I rented the movie We Bought a Zoo for my boys the other night, but I ended up watching the film solo since both little warriors knocked out on me.
There I sat watching the story of a newly widowed father and his two young children. They were trying to figure out how to go on with life after the death of their wife and mother.
I hadn’t seen any previews nor heard anyone rave about the film, so it really was just a casual grab at the good old Redbox near my home. (Psst…that’s exactly how the best and most memorable experiences of your life tend to begin.)
Come to think of it, I don’t know why I didn’t anticipate greatness knowing damn well Matt Damon would be starring in the movie.
The experience I took away from this work of art consisted of tears, major heart palpatations, more tears, and just an all around warm feeling in my body.
I couldn’t help thinking about Matt Damon, a husband and father himself in real life, and wondering what motivated him to take on this role.
We’re all used to him busting equations at Harvard, running from the adjustment bureau, or motivating soldiers in the green zone with one-liners like “Put your f*cking game face on.” I have a certain friend, very masculine in nature, who goes weak in the knees when he hears Matt Damon talk dirty like that.
But in this film, he was simply a man trying to figure out how to start over and starting over proved to be him learning to speak a tiger’s language. Talk about a true character actor.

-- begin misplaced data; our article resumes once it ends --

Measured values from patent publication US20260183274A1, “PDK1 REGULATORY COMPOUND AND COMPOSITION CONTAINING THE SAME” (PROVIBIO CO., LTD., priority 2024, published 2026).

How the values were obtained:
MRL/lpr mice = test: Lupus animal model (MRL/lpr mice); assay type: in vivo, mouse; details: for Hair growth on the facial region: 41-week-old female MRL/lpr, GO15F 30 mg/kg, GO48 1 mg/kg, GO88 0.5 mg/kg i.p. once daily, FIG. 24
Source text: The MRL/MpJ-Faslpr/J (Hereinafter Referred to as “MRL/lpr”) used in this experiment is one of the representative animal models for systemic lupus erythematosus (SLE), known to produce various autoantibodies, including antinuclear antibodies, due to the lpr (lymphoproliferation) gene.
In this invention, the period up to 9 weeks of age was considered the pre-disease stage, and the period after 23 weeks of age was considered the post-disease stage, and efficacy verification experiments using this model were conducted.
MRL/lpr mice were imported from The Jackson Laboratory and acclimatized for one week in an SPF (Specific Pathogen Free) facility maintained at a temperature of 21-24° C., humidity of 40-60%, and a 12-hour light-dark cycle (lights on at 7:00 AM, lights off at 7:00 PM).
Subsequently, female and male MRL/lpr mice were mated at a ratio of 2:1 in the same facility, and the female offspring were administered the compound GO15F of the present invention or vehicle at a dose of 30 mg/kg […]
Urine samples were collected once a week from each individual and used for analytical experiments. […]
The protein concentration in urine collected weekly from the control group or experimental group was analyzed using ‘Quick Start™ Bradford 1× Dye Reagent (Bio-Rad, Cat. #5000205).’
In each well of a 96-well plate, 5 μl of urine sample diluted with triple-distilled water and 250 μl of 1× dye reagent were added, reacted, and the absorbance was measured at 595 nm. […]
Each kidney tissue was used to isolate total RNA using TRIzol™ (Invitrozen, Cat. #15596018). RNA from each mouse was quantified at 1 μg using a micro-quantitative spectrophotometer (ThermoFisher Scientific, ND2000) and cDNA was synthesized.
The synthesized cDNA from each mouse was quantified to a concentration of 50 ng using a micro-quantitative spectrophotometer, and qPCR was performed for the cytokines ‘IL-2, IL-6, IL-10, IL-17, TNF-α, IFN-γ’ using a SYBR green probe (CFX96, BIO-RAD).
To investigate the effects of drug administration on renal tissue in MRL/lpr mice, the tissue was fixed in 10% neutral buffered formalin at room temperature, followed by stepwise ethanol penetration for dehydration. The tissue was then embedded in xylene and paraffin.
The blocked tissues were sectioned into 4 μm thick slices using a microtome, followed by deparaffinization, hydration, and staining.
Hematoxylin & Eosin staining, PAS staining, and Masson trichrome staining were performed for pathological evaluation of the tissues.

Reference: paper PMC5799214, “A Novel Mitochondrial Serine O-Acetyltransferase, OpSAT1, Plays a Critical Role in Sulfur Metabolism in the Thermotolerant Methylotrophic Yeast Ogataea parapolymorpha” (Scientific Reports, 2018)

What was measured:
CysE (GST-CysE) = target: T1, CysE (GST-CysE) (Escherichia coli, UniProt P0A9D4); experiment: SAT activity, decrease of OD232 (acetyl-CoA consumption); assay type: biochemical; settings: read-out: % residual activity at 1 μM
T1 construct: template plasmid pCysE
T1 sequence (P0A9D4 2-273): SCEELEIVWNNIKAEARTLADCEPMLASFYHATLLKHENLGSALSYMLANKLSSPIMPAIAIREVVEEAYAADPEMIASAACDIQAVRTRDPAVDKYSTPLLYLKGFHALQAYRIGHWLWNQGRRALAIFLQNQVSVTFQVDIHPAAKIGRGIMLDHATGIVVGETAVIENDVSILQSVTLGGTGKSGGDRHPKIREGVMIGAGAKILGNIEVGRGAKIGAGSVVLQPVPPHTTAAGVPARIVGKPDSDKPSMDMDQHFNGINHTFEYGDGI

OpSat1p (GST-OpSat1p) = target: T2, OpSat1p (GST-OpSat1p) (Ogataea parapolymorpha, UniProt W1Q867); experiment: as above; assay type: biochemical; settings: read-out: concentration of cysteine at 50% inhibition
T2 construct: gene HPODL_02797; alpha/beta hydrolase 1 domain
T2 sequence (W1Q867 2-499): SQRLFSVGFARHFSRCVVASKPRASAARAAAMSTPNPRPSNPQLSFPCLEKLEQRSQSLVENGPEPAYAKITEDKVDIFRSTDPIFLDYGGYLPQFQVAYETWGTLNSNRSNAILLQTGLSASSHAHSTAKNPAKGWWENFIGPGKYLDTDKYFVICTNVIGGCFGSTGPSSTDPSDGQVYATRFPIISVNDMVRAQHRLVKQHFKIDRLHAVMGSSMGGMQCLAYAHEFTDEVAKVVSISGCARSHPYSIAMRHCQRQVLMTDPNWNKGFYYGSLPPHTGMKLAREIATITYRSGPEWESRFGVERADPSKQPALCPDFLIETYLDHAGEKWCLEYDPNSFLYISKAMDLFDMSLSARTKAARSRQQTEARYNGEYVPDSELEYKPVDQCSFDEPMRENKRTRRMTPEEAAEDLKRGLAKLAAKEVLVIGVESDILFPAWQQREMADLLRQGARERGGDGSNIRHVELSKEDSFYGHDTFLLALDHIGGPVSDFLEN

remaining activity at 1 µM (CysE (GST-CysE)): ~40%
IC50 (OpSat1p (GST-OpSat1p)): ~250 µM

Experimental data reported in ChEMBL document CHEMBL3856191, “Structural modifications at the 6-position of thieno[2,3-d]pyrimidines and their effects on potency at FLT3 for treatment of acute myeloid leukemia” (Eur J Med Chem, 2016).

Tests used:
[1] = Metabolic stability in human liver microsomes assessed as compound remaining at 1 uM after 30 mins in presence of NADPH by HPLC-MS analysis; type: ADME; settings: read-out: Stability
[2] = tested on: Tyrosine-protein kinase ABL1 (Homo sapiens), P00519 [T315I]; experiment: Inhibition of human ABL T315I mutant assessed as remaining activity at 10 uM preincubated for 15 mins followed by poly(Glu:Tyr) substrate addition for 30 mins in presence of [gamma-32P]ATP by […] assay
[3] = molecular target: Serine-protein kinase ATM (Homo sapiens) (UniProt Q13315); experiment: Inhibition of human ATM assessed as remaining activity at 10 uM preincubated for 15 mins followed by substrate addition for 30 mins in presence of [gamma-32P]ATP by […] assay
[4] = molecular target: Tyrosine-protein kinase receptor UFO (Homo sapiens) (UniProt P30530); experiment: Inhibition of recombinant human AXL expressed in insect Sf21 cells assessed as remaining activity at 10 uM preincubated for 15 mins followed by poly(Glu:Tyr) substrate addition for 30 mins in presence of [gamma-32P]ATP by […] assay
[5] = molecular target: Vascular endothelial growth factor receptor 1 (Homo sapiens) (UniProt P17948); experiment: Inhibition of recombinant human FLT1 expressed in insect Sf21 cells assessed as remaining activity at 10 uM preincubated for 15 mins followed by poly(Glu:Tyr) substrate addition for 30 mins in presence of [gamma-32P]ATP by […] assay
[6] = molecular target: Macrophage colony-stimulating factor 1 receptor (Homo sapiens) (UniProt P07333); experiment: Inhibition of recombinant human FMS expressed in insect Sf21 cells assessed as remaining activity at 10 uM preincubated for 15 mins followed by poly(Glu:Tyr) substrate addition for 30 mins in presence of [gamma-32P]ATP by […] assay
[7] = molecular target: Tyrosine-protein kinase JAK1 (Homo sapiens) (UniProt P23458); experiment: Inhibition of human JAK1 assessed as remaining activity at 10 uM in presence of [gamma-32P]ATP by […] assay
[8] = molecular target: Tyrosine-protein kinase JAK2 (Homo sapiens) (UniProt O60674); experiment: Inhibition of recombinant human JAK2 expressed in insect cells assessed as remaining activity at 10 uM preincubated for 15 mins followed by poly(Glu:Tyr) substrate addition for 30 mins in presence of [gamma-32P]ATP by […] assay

There was so much about life weaved into this film:
the loss of a loved one,
not knowing where or how to begin again,
going where your heart leads you, as crazy as it may appear to others,
the importance of having stories of your own to share,
and really getting the chance to live and take on your own kind of adventure- one that suits you, that is right for you.
You’ll find many beautiful lessons about life, love, leading, taking risks, and letting go throughout the movie.
I felt moved to tears numerous times and highly recommend you watch the film.
I leave you with music by Jónsi from We Bought A Zoo, performing (click below)
The music is the next best thing about the movie! Just listening to it again brings tears. Enjoy!Tweet
I’m at Starbucks trying to uncover the gems I seek for what will eventually become chapters of the convivial book I am writing.
I won’t pretend to be fearless. It scares me to say that I’m writing a book. Such a daunting task for a busy mama, but its what I desire.
I refuse to believe in the impossibility of my dreams.
It’s so easy to just exist, to get by, but defiantly creative spirits won’t let up and don’t get comfortable, so day by day, I take steps to be resourceful, to connect with people who can guide and be part of making this book a reality.
Declaring what you want to the world takes cojones and holds you accountable.
Once you make your dream known, you have a choice to follow through or disappoint…yourself. After all, that’s who you’re creating for, right? If that isn’t the focus, then forget it. Your art is not about anyone else but you. By being true to you, to your art, that’s how you serve others.
And the world- upon hearing your dream- now has the choice to believe you, (eagerly) watch you fail, or become part of the process. Ask for help. Show up for the unknown.
Failure is inevitable, a gift, something to embrace.
In Seth Godin’s book, Tribes, he says, “You’ve got to be willing to be wrong in order to be right all the other times in your life..” Words like that fire me up and make me want to go make a writing fool of myself…in private. If I show up and do the work, I’ll eventually clear the junk and find my treasure.